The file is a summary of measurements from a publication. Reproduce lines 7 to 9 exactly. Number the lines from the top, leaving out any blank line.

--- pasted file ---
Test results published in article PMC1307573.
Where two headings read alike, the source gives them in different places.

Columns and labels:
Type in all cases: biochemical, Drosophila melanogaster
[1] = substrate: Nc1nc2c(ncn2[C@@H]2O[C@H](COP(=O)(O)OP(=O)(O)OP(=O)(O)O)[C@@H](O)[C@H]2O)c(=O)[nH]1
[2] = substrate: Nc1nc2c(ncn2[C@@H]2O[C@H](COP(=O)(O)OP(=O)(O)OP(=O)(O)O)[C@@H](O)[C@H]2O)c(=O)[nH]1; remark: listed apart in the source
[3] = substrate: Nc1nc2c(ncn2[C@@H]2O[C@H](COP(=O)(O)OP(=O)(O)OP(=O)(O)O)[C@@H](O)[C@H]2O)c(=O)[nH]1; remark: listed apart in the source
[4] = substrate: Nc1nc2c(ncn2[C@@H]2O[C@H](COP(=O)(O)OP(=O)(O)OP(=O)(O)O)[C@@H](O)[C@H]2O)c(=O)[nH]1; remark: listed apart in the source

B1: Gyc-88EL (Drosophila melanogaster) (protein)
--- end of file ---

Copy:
[3] = substrate: Nc1nc2c(ncn2[C@@H]2O[C@H](COP(=O)(O)OP(=O)(O)OP(=O)(O)O)[C@@H](O)[C@H]2O)c(=O)[nH]1; remark: listed apart in the source
[4] = substrate: Nc1nc2c(ncn2[C@@H]2O[C@H](COP(=O)(O)OP(=O)(O)OP(=O)(O)O)[C@@H](O)[C@H]2O)c(=O)[nH]1; remark: listed apart in the source

B1: Gyc-88EL (Drosophila melanogaster) (protein)